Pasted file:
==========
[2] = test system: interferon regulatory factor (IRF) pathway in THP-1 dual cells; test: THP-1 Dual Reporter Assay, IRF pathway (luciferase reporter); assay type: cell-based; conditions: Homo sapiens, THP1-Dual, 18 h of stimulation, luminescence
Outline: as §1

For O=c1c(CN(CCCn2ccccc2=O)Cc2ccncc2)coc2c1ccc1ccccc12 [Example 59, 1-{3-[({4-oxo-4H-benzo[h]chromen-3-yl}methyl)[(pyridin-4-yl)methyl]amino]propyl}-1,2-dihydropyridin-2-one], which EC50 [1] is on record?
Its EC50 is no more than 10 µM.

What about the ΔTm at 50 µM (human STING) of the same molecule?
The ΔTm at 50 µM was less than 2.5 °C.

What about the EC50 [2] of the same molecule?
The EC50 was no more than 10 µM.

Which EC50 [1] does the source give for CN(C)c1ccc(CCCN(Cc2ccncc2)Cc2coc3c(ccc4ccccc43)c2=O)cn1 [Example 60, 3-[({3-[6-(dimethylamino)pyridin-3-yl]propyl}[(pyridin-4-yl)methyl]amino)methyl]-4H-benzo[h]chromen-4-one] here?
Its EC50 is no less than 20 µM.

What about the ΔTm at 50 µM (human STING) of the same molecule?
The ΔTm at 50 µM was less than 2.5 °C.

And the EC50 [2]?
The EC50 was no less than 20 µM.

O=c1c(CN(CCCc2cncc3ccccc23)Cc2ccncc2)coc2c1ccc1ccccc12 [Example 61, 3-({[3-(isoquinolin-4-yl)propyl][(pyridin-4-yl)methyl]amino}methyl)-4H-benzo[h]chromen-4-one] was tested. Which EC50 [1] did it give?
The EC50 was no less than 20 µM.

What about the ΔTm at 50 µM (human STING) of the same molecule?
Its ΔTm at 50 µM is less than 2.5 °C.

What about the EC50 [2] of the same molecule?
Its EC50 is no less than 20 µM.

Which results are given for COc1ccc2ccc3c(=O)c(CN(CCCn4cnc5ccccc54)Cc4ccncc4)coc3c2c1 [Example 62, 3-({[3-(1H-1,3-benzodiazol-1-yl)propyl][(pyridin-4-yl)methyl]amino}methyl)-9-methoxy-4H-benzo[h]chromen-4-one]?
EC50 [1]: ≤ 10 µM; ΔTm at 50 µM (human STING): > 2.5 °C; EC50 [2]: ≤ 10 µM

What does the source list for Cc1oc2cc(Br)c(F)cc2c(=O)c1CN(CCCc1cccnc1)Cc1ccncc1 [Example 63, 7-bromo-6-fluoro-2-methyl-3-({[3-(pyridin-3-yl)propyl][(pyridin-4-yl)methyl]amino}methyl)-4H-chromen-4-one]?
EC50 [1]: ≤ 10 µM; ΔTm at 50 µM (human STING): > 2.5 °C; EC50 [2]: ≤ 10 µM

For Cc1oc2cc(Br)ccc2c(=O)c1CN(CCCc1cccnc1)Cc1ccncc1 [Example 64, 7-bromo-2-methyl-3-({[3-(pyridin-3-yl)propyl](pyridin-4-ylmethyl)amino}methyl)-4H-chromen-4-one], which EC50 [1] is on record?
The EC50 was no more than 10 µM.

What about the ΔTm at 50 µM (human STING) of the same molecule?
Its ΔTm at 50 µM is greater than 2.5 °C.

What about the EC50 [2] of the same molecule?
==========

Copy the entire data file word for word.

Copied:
[2] = test system: interferon regulatory factor (IRF) pathway in THP-1 dual cells; test: THP-1 Dual Reporter Assay, IRF pathway (luciferase reporter); assay type: cell-based; conditions: Homo sapiens, THP1-Dual, 18 h of stimulation, luminescence
Outline: as §1

For O=c1c(CN(CCCn2ccccc2=O)Cc2ccncc2)coc2c1ccc1ccccc12 [Example 59, 1-{3-[({4-oxo-4H-benzo[h]chromen-3-yl}methyl)[(pyridin-4-yl)methyl]amino]propyl}-1,2-dihydropyridin-2-one], which EC50 [1] is on record?
Its EC50 is no more than 10 µM.

What about the ΔTm at 50 µM (human STING) of the same molecule?
The ΔTm at 50 µM was less than 2.5 °C.

What about the EC50 [2] of the same molecule?
The EC50 was no more than 10 µM.

Which EC50 [1] does the source give for CN(C)c1ccc(CCCN(Cc2ccncc2)Cc2coc3c(ccc4ccccc43)c2=O)cn1 [Example 60, 3-[({3-[6-(dimethylamino)pyridin-3-yl]propyl}[(pyridin-4-yl)methyl]amino)methyl]-4H-benzo[h]chromen-4-one] here?
Its EC50 is no less than 20 µM.

What about the ΔTm at 50 µM (human STING) of the same molecule?
The ΔTm at 50 µM was less than 2.5 °C.

And the EC50 [2]?
The EC50 was no less than 20 µM.

O=c1c(CN(CCCc2cncc3ccccc23)Cc2ccncc2)coc2c1ccc1ccccc12 [Example 61, 3-({[3-(isoquinolin-4-yl)propyl][(pyridin-4-yl)methyl]amino}methyl)-4H-benzo[h]chromen-4-one] was tested. Which EC50 [1] did it give?
The EC50 was no less than 20 µM.

What about the ΔTm at 50 µM (human STING) of the same molecule?
Its ΔTm at 50 µM is less than 2.5 °C.

What about the EC50 [2] of the same molecule?
Its EC50 is no less than 20 µM.

Which results are given for COc1ccc2ccc3c(=O)c(CN(CCCn4cnc5ccccc54)Cc4ccncc4)coc3c2c1 [Example 62, 3-({[3-(1H-1,3-benzodiazol-1-yl)propyl][(pyridin-4-yl)methyl]amino}methyl)-9-methoxy-4H-benzo[h]chromen-4-one]?
EC50 [1]: ≤ 10 µM; ΔTm at 50 µM (human STING): > 2.5 °C; EC50 [2]: ≤ 10 µM

What does the source list for Cc1oc2cc(Br)c(F)cc2c(=O)c1CN(CCCc1cccnc1)Cc1ccncc1 [Example 63, 7-bromo-6-fluoro-2-methyl-3-({[3-(pyridin-3-yl)propyl][(pyridin-4-yl)methyl]amino}methyl)-4H-chromen-4-one]?
EC50 [1]: ≤ 10 µM; ΔTm at 50 µM (human STING): > 2.5 °C; EC50 [2]: ≤ 10 µM

For Cc1oc2cc(Br)ccc2c(=O)c1CN(CCCc1cccnc1)Cc1ccncc1 [Example 64, 7-bromo-2-methyl-3-({[3-(pyridin-3-yl)propyl](pyridin-4-ylmethyl)amino}methyl)-4H-chromen-4-one], which EC50 [1] is on record?
The EC50 was no more than 10 µM.

What about the ΔTm at 50 µM (human STING) of the same molecule?
Its ΔTm at 50 µM is greater than 2.5 °C.

What about the EC50 [2] of the same molecule?